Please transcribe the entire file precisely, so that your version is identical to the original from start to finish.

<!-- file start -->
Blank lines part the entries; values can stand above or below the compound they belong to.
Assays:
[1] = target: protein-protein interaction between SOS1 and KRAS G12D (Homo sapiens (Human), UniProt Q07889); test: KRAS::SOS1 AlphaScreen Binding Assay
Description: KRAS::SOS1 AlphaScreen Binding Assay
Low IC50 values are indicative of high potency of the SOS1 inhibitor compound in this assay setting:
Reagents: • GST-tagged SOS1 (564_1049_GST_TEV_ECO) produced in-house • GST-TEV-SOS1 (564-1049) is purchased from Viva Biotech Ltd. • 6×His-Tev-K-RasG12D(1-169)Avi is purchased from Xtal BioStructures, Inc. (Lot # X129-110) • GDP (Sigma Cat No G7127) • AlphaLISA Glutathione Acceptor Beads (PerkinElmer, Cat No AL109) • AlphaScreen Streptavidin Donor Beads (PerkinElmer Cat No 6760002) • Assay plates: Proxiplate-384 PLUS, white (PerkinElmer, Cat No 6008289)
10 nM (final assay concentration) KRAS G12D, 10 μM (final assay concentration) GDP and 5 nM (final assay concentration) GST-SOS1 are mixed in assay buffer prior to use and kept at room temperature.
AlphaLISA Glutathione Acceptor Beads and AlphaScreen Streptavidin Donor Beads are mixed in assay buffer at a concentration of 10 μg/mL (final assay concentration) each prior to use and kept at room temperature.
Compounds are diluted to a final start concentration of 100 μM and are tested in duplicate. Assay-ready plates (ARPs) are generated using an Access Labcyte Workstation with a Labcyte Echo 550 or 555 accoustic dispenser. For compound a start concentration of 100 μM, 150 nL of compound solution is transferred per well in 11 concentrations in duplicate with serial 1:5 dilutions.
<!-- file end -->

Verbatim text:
Blank lines part the entries; values can stand above or below the compound they belong to.
Assays:
[1] = target: protein-protein interaction between SOS1 and KRAS G12D (Homo sapiens (Human), UniProt Q07889); test: KRAS::SOS1 AlphaScreen Binding Assay
Description: KRAS::SOS1 AlphaScreen Binding Assay
Low IC50 values are indicative of high potency of the SOS1 inhibitor compound in this assay setting:
Reagents: • GST-tagged SOS1 (564_1049_GST_TEV_ECO) produced in-house • GST-TEV-SOS1 (564-1049) is purchased from Viva Biotech Ltd. • 6×His-Tev-K-RasG12D(1-169)Avi is purchased from Xtal BioStructures, Inc. (Lot # X129-110) • GDP (Sigma Cat No G7127) • AlphaLISA Glutathione Acceptor Beads (PerkinElmer, Cat No AL109) • AlphaScreen Streptavidin Donor Beads (PerkinElmer Cat No 6760002) • Assay plates: Proxiplate-384 PLUS, white (PerkinElmer, Cat No 6008289)
10 nM (final assay concentration) KRAS G12D, 10 μM (final assay concentration) GDP and 5 nM (final assay concentration) GST-SOS1 are mixed in assay buffer prior to use and kept at room temperature.
AlphaLISA Glutathione Acceptor Beads and AlphaScreen Streptavidin Donor Beads are mixed in assay buffer at a concentration of 10 μg/mL (final assay concentration) each prior to use and kept at room temperature.
Compounds are diluted to a final start concentration of 100 μM and are tested in duplicate. Assay-ready plates (ARPs) are generated using an Access Labcyte Workstation with a Labcyte Echo 550 or 555 accoustic dispenser. For compound a start concentration of 100 μM, 150 nL of compound solution is transferred per well in 11 concentrations in duplicate with serial 1:5 dilutions.